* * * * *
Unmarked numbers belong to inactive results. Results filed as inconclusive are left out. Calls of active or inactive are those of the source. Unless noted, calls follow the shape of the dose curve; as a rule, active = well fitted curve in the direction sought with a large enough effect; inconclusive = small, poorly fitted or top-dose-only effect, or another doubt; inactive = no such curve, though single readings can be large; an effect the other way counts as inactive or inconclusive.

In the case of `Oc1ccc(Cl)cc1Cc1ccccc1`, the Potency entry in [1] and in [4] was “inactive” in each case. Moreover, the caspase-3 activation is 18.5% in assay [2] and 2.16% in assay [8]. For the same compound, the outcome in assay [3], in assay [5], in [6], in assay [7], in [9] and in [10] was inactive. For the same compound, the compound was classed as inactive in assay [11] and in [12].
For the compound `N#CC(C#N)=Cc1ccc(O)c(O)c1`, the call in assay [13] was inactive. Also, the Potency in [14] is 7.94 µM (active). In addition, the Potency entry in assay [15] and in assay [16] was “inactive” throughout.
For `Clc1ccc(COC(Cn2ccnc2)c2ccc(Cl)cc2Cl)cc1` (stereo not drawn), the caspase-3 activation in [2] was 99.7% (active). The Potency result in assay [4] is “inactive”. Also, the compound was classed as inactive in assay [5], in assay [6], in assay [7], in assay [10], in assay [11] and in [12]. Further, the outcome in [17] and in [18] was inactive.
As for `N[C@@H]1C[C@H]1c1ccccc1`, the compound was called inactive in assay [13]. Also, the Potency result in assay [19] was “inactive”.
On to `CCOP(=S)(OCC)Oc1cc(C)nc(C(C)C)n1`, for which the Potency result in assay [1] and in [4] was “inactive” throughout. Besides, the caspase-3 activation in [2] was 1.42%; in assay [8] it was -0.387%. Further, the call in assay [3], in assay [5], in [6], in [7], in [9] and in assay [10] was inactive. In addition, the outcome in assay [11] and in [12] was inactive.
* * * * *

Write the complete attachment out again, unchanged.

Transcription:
Unmarked numbers belong to inactive results. Results filed as inconclusive are left out. Calls of active or inactive are those of the source. Unless noted, calls follow the shape of the dose curve; as a rule, active = well fitted curve in the direction sought with a large enough effect; inconclusive = small, poorly fitted or top-dose-only effect, or another doubt; inactive = no such curve, though single readings can be large; an effect the other way counts as inactive or inconclusive.

In the case of `Oc1ccc(Cl)cc1Cc1ccccc1`, the Potency entry in [1] and in [4] was “inactive” in each case. Moreover, the caspase-3 activation is 18.5% in assay [2] and 2.16% in assay [8]. For the same compound, the outcome in assay [3], in assay [5], in [6], in assay [7], in [9] and in [10] was inactive. For the same compound, the compound was classed as inactive in assay [11] and in [12].
For the compound `N#CC(C#N)=Cc1ccc(O)c(O)c1`, the call in assay [13] was inactive. Also, the Potency in [14] is 7.94 µM (active). In addition, the Potency entry in assay [15] and in assay [16] was “inactive” throughout.
For `Clc1ccc(COC(Cn2ccnc2)c2ccc(Cl)cc2Cl)cc1` (stereo not drawn), the caspase-3 activation in [2] was 99.7% (active). The Potency result in assay [4] is “inactive”. Also, the compound was classed as inactive in assay [5], in assay [6], in assay [7], in assay [10], in assay [11] and in [12]. Further, the outcome in [17] and in [18] was inactive.
As for `N[C@@H]1C[C@H]1c1ccccc1`, the compound was called inactive in assay [13]. Also, the Potency result in assay [19] was “inactive”.
On to `CCOP(=S)(OCC)Oc1cc(C)nc(C(C)C)n1`, for which the Potency result in assay [1] and in [4] was “inactive” throughout. Besides, the caspase-3 activation in [2] was 1.42%; in assay [8] it was -0.387%. Further, the call in assay [3], in assay [5], in [6], in [7], in [9] and in assay [10] was inactive. In addition, the outcome in assay [11] and in [12] was inactive.